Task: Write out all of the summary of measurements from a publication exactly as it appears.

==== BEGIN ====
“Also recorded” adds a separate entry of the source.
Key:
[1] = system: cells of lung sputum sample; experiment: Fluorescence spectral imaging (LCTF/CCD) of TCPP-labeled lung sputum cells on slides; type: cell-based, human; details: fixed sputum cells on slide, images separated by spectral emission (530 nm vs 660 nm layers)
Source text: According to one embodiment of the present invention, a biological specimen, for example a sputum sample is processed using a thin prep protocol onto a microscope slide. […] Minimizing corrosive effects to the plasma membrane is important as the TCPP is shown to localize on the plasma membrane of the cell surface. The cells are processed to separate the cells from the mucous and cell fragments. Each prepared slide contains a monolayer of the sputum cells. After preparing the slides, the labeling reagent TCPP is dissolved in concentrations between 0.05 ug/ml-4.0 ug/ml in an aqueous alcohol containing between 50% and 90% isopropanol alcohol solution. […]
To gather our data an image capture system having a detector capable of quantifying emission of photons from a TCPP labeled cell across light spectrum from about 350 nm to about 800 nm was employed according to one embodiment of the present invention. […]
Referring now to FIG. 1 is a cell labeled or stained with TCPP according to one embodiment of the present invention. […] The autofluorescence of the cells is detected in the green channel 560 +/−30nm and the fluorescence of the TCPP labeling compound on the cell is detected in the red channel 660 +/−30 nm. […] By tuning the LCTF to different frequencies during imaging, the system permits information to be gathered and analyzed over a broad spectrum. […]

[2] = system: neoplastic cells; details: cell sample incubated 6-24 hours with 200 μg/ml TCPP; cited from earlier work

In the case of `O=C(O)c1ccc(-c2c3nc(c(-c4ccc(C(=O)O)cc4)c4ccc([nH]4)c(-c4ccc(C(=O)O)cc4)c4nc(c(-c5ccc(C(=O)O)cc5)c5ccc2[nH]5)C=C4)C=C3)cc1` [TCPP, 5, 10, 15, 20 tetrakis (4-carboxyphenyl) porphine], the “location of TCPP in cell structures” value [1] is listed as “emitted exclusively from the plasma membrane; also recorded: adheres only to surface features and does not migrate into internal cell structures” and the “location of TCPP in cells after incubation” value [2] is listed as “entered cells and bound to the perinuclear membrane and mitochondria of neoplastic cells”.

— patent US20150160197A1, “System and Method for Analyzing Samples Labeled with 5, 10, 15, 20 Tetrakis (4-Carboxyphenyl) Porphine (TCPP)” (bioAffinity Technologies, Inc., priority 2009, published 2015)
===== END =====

“Also recorded” adds a separate entry of the source.
Key:
[1] = system: cells of lung sputum sample; experiment: Fluorescence spectral imaging (LCTF/CCD) of TCPP-labeled lung sputum cells on slides; type: cell-based, human; details: fixed sputum cells on slide, images separated by spectral emission (530 nm vs 660 nm layers)
Source text: According to one embodiment of the present invention, a biological specimen, for example a sputum sample is processed using a thin prep protocol onto a microscope slide. […] Minimizing corrosive effects to the plasma membrane is important as the TCPP is shown to localize on the plasma membrane of the cell surface. The cells are processed to separate the cells from the mucous and cell fragments. Each prepared slide contains a monolayer of the sputum cells. After preparing the slides, the labeling reagent TCPP is dissolved in concentrations between 0.05 ug/ml-4.0 ug/ml in an aqueous alcohol containing between 50% and 90% isopropanol alcohol solution. […]
To gather our data an image capture system having a detector capable of quantifying emission of photons from a TCPP labeled cell across light spectrum from about 350 nm to about 800 nm was employed according to one embodiment of the present invention. […]
Referring now to FIG. 1 is a cell labeled or stained with TCPP according to one embodiment of the present invention. […] The autofluorescence of the cells is detected in the green channel 560 +/−30nm and the fluorescence of the TCPP labeling compound on the cell is detected in the red channel 660 +/−30 nm. […] By tuning the LCTF to different frequencies during imaging, the system permits information to be gathered and analyzed over a broad spectrum. […]

[2] = system: neoplastic cells; details: cell sample incubated 6-24 hours with 200 μg/ml TCPP; cited from earlier work

In the case of `O=C(O)c1ccc(-c2c3nc(c(-c4ccc(C(=O)O)cc4)c4ccc([nH]4)c(-c4ccc(C(=O)O)cc4)c4nc(c(-c5ccc(C(=O)O)cc5)c5ccc2[nH]5)C=C4)C=C3)cc1` [TCPP, 5, 10, 15, 20 tetrakis (4-carboxyphenyl) porphine], the “location of TCPP in cell structures” value [1] is listed as “emitted exclusively from the plasma membrane; also recorded: adheres only to surface features and does not migrate into internal cell structures” and the “location of TCPP in cells after incubation” value [2] is listed as “entered cells and bound to the perinuclear membrane and mitochondria of neoplastic cells”.

— patent US20150160197A1, “System and Method for Analyzing Samples Labeled with 5, 10, 15, 20 Tetrakis (4-Carboxyphenyl) Porphine (TCPP)” (bioAffinity Technologies, Inc., priority 2009, published 2015)